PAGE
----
The National Nuclear Security Administration (NNSA) racked up $16 billion in cost overruns on 10 major projects that are a combined 38 years behind schedule, according to reports from the U.S. Government Accountability Office. The runaway costs are the result of years of lax accountability and nearly automatic annual budget increases.
For example: At Los Alamos National Laboratory in New Mexico, a 7-year, $213 million upgrade to the security system that protects the lab’s most sensitive nuclear bomb-making facilities doesn’t work.
In Tennessee, the price tag for a new uranium processing facility has grown nearly sevenfold to upwards of $6 billion because of problems that include a redesign to raise the roof.
The estimated cost of an ongoing effort to refurbish 400 of the country’s B61 nuclear bombs has grown from $1.5 billion to $10 billion.
The NNSA has cancelled or suspended other projects, despite hundreds of millions of dollars already spent, because they grew too bloated.
Advocates say the spending increases are necessary to keep the nation’s nuclear arsenal operating and safe, and to continue cutting-edge research at the nation’s nuclear labs. But critics say the nuclear program—run largely by private contractors and overseen by the NNSA, an arm of the Department of Energy (DOE)—has turned into a massive jobs program with duplicative functions.
A congressionally appointed panel, co-chaired by Norman Augustine, the retired CEO of Lockheed Martin (one of the contractors overseen by the NNSA), recently began studying a potential overhaul of the agency. Augustine told Congress this spring that the absence of day-to-day accountability and an ineffectual structure at the NNSA pose a national security risk. He described a “pervasive culture of tolerating the intolerable and accepting the unacceptable.”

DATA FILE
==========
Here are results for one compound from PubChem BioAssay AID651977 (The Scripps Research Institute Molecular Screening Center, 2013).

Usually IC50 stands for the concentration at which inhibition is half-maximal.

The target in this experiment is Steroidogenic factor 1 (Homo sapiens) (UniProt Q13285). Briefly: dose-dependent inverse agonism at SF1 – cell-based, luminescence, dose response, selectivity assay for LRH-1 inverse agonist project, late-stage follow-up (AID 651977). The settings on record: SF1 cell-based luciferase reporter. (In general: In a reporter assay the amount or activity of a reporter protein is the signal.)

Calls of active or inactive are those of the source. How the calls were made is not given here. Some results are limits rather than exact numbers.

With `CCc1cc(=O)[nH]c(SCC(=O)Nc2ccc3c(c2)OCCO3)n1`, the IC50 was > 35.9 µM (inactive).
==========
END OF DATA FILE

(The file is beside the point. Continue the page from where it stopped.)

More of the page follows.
DOE and NNSA officials agree problems exist. Energy Secretary Ernest Moniz said earlier this month that addressing the cost overruns, and also embarrassing security breaches at some facilities, is a top priority. He acknowledged some projects had seen “substantial cost overruns” and said he considers the review by the panel “a good chance to … have this dialogue and reach a conclusion.”
The nuclear labs are getting renewed scrutiny in light of across-the-board federal budget cuts and security lapses, such as an incident last year in Tennessee in which protesters cut through security fences, hung up banners and crime-scene tape, and hammered off a small chunk of a building inside the complex that is the nation’s central repository for bomb-grade uranium.
Thomas D’Agostino, who had led the agency since 2007, retired in January amid criticism of management mistakes related to the Tennessee break-in. The agency has had two interim administrators since then, and in August, President Barack Obama nominated retired Air Force Lt. Gen. Frank Klotz as its next head. Klotz is awaiting Senate confirmation.